Mission & Vision
The Franklin Center supports and trains investigative journalists to advance transparency, accountability, and fiscal responsibility in local government, and to spotlight free-market, pro-liberty solutions to difficult public policy challenges.
We operate by shining the bright light of transparency into government’s darkest corners. We expose the truth about government mismanagement and overreach. Then we offer a megaphone to those with the best free-market, pro-liberty solutions.
Our competitive advantage in moving the needle is our position in the states as a media outlet trusted by all sides of the debate. We’re able to communicate directly to the persuadable middle, reaching audiences not normally receptive to the case for these ideas. Our reporting shapes narratives, drives conversations, and lays the foundation for long-term change. We translate theoretical policy into layman’s terms and put a human face on the issues.
Why We’re Here
Hundreds, if not thousands of reporters cover Congress, the presidency, and the ups and downs of national politics. However, there are 87,576 units of state and local government in the United States, all with powers to regulate, tax, and spend – and they spend a combined $3 trillion annually. Yet frequently, state and local governments are allowed to exercise these powers without more than vague, cursory oversight from the media.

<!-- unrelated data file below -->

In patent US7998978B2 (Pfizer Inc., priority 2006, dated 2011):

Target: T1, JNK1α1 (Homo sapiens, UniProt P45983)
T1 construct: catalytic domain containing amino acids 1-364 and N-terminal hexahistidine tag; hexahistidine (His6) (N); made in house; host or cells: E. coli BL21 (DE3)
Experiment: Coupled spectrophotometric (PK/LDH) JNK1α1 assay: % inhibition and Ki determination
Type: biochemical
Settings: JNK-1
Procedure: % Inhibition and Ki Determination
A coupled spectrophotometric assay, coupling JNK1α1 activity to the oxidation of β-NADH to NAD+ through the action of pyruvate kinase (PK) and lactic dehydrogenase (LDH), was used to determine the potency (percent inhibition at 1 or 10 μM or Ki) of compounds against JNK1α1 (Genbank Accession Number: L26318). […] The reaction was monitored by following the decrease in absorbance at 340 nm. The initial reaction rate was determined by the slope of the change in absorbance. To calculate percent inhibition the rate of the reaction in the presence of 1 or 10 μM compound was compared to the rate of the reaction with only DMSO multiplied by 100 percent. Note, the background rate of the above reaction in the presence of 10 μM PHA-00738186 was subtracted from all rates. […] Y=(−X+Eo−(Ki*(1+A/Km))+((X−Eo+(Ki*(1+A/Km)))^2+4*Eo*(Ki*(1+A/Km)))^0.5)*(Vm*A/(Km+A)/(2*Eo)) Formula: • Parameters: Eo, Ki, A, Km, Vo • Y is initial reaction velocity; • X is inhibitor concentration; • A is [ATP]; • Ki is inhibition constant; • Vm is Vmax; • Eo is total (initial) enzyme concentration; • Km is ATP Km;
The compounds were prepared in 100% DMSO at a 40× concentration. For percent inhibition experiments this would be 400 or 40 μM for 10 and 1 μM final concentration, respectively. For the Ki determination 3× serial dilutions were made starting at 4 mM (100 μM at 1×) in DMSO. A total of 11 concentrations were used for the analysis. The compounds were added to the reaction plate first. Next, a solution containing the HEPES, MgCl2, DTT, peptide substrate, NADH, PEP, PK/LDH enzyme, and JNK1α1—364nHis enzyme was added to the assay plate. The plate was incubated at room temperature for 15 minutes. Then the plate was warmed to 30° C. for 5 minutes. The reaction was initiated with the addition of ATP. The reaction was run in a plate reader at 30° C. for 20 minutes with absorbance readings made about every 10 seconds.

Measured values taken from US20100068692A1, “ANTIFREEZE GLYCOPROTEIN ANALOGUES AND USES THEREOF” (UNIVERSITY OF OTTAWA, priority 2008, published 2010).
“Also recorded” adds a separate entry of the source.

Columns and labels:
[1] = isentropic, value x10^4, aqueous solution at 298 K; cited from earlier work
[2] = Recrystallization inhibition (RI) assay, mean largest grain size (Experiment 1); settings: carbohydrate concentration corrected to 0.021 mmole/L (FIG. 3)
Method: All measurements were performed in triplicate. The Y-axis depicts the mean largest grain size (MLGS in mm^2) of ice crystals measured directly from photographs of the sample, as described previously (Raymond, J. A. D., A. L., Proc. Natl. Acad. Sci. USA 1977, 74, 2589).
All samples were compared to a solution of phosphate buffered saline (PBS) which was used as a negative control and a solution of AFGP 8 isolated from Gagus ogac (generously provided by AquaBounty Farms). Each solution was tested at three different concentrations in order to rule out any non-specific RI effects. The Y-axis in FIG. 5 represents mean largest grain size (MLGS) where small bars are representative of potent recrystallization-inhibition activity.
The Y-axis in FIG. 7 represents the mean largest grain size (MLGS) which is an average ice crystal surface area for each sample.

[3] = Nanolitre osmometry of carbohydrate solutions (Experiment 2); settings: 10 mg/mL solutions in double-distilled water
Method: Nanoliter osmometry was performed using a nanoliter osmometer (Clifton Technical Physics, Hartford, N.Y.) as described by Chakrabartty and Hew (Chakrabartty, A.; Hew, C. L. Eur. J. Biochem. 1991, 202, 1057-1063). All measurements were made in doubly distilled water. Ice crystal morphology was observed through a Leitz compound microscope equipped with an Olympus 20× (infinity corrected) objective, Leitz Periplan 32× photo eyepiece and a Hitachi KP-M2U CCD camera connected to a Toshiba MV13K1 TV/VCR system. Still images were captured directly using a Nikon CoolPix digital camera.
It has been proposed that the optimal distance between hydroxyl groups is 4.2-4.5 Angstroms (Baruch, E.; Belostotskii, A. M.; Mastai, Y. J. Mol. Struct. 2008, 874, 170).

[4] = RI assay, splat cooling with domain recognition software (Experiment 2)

Citizens need to look no further than the rise of online advertising to understand why journalism and the nation have suffered this casualty. Once, classified ads brought in 40% of an average newspaper’s profits, but free online advertising has destroyed that revenue stream. Newspaper classifieds will produce less than a third of the revenues this than they produced in 2000. Newspaper profits will be 43 percent less now than in 2005.
To fill this void, newspapers have gone on an unprecedented cost-cutting binge, laying-off one third of their reporters since 2005 and reducing state and local reporting output by 80 percent since 2000. Legacy media outlets have begun to share production costs with competitors, consolidate departments, and slash travel budgets. Cash-strapped and under-staffed, local and regional newspapers often can’t provide the real information that voters need to make good decisions.
Benjamin Franklin, a printer by trade and publisher of one the United States’ most prominent early newspapers, once said, “a newspaper in every house… [is] the principal support of virtue, morality, and civil liberty.” Today, Franklin Center for Government and Public Integrity carries on that legacy, animated by the belief that voters need real information to make informed decisions about their government – and that the American public simply does not have enough.